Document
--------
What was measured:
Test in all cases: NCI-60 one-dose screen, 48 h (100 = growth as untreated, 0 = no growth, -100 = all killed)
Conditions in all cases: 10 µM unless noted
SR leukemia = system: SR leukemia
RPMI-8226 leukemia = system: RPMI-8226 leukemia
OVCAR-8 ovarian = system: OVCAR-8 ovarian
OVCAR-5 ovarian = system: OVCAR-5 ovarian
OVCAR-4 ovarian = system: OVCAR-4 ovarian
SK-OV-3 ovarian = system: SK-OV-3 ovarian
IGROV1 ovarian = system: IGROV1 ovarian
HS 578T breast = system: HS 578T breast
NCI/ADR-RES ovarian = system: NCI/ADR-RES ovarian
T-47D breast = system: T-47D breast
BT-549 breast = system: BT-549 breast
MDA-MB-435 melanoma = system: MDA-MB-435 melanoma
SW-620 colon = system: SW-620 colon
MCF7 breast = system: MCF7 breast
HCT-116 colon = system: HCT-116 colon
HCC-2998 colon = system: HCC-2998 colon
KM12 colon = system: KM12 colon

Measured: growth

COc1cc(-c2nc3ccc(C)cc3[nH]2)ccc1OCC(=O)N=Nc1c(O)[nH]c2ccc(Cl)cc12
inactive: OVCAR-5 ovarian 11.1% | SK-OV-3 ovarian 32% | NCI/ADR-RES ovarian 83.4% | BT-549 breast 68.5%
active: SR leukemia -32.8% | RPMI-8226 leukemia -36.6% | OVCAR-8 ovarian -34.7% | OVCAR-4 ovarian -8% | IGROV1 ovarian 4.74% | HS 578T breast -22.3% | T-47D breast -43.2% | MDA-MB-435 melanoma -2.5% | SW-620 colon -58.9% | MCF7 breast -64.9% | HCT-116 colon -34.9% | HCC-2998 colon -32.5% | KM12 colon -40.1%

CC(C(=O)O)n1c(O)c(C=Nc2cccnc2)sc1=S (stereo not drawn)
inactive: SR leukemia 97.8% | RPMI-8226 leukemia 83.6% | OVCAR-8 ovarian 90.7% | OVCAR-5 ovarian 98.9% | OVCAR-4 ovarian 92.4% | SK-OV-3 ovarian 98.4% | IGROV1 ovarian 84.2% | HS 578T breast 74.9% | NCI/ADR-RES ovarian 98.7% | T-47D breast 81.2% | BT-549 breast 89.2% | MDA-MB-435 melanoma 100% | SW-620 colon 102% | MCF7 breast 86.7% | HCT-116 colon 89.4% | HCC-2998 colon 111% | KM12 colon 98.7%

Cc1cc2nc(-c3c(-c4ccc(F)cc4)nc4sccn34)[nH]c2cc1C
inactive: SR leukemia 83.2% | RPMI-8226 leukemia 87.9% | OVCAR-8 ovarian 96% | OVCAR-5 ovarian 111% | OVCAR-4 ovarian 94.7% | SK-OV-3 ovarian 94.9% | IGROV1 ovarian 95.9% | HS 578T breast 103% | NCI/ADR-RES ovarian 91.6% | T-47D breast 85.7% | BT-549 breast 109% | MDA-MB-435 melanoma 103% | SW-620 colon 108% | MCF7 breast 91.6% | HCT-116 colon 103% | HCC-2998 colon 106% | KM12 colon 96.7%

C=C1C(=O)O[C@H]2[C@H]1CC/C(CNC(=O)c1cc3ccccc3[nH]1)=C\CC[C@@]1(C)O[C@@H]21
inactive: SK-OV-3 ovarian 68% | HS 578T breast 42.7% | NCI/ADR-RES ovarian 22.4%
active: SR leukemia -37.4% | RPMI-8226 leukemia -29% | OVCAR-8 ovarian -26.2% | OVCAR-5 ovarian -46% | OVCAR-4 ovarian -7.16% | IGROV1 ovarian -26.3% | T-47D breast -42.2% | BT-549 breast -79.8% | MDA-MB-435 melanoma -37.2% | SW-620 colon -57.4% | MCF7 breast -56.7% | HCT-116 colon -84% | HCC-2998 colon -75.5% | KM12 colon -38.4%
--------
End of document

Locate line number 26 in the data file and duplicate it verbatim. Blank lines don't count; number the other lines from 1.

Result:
inactive: SR leukemia 97.8% | RPMI-8226 leukemia 83.6% | OVCAR-8 ovarian 90.7% | OVCAR-5 ovarian 98.9% | OVCAR-4 ovarian 92.4% | SK-OV-3 ovarian 98.4% | IGROV1 ovarian 84.2% | HS 578T breast 74.9% | NCI/ADR-RES ovarian 98.7% | T-47D breast 81.2% | BT-549 breast 89.2% | MDA-MB-435 melanoma 100% | SW-620 colon 102% | MCF7 breast 86.7% | HCT-116 colon 89.4% | HCC-2998 colon 111% | KM12 colon 98.7%